Tesfa, Belachew, Mishra, Rakesh, Zhang, Cuiping, Gu, Fengshou and Ball, Andrew (2011) NOx Prediction Based on Cylinder Pressure Measurement for Engine Emission Monitoring. In: Proceedings of the 24th International Congress on Condition Monitoring and Diagnostic Engineering Management (COMADEM 2011). COMADEM, pp. 1330-1340. ISBN 0954130723Metadata only available from this repository.
Meeting European NOx emission standards is one of the biggest challenges facing automotive industries. The available technologies to measure NOx emission are dependent on measurement of different NOx species. In addition, in most cases it requires conversion of other NOx species to NO for measurement purposes. The ability to measure NOx emission on-line during the transient engine operation may be very difficult due to the delay in reaction time in the NOx measuring apparatus. NOx emissions in compression ignition (CI) engines are largely a thermal phenomena thus
cylinder pressure is key to making accurate predictions of NOx. If cylinder pressure data
is available the heat release during combustion can be modeled and thus NOx emission can be more accurately simulated. Therefore, the main objective of this study is to investigate the performance of the cylinder pressure in predicting the NOx emission from a CI engine running with biodiesel during both steady and transient operations. To address the problem experimental work has been conducted on a four-cylinder, fourstroke, direct injection (DI) and turbocharged diesel engine. In this investigation,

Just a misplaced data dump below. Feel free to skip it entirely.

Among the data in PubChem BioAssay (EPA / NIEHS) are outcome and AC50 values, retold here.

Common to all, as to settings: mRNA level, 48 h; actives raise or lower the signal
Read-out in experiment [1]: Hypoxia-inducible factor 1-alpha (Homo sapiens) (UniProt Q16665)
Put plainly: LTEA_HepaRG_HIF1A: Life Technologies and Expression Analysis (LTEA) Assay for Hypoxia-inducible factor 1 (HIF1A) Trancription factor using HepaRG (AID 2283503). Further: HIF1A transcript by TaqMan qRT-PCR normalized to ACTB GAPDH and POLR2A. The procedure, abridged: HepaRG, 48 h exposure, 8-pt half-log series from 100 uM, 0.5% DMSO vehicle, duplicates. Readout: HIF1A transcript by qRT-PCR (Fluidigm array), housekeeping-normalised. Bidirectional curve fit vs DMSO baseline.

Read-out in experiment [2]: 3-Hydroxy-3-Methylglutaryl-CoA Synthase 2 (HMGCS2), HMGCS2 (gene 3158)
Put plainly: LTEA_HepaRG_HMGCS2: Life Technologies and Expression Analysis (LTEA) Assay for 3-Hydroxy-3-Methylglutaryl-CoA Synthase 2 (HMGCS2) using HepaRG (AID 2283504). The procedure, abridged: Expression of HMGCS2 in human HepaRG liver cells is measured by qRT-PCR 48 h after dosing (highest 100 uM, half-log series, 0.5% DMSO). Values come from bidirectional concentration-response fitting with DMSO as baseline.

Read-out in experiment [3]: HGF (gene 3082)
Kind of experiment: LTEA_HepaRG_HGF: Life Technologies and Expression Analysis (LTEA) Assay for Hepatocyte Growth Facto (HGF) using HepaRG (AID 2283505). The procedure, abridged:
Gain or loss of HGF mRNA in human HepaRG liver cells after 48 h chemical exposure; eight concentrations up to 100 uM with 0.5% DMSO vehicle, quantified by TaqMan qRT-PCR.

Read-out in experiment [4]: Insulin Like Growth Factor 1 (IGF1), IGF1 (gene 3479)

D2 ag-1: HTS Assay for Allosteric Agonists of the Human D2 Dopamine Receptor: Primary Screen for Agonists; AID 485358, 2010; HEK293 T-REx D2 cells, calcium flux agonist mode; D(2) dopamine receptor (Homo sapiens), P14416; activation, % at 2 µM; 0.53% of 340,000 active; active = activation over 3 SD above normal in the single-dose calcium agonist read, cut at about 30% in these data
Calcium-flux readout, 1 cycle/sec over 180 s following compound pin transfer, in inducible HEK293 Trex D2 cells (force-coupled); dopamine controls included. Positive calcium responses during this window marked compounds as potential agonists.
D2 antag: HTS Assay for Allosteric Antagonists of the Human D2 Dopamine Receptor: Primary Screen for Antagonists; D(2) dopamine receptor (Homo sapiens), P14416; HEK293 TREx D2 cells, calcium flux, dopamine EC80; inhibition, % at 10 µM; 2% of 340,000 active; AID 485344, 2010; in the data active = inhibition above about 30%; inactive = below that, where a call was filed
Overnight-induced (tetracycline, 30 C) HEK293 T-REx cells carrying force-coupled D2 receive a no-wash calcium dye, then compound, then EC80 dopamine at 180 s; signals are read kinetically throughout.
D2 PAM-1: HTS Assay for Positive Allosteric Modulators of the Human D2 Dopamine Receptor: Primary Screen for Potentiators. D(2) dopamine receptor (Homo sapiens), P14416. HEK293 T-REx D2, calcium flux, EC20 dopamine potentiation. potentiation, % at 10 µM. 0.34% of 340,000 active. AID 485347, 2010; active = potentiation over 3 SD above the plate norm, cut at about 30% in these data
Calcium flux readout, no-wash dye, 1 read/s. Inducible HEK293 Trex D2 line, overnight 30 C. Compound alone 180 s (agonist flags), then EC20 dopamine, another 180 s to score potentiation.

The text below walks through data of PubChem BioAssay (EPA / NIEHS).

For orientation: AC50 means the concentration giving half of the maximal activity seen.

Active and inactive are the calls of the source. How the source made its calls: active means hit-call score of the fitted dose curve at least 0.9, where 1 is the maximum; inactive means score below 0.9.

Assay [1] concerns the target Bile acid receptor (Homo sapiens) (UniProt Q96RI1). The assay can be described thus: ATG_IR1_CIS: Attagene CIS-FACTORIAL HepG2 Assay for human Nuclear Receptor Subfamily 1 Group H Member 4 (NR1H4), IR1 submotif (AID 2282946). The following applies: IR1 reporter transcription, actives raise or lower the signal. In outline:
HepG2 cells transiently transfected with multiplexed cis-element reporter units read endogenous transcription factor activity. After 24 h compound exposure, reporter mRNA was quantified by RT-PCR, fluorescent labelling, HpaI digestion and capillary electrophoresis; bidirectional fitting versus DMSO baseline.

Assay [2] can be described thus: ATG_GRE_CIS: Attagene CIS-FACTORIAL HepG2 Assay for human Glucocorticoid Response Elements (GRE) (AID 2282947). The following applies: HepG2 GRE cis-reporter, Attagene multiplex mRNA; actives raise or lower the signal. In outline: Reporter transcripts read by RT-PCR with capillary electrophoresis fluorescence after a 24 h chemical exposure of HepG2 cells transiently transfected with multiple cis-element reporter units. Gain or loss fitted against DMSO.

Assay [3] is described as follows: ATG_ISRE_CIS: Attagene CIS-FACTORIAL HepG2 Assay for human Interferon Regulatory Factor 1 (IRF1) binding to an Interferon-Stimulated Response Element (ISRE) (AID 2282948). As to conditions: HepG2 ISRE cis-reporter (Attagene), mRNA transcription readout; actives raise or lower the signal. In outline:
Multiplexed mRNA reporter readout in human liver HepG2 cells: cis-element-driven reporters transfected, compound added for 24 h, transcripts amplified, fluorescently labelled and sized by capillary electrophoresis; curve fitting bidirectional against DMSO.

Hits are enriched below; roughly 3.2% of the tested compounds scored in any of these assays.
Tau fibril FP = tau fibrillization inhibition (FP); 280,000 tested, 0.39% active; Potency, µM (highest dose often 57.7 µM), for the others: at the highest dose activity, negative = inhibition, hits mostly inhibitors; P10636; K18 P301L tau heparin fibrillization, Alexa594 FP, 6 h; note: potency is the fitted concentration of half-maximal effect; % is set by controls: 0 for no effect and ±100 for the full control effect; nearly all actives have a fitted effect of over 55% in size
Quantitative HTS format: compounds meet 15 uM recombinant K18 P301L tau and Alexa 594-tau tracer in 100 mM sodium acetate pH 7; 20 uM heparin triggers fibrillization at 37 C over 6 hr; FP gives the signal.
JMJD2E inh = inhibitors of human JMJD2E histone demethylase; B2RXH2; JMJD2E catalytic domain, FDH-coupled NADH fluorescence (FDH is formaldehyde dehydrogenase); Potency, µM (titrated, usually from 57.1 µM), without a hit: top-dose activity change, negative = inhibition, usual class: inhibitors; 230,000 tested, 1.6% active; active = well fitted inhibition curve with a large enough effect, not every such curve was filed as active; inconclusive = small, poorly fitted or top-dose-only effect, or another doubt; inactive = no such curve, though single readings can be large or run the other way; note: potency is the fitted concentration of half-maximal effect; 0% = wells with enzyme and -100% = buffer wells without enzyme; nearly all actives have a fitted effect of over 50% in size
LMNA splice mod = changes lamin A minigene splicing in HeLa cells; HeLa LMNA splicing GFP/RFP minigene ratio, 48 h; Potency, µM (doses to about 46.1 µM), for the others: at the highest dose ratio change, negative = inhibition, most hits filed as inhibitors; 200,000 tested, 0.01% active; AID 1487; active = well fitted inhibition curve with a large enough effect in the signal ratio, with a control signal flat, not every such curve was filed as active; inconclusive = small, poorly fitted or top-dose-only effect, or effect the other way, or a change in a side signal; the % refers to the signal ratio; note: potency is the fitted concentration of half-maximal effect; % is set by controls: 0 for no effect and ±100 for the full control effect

biodiesel (produced from the rapeseed oil by transesterfication process) has been used.
During the experiment the in-cylinder pressure, TDC mark, fuel flow rate, air flow rate and the NOx emission were measured. The temperature within the cylinder was predicted using the cylinder pressure. Using the temperature values the NOx emission was simulated in Zeldovich extended mechanism. The measured and simulation results of NOx emission were compared during steady state conditions and shows maximum error of 4.5%.
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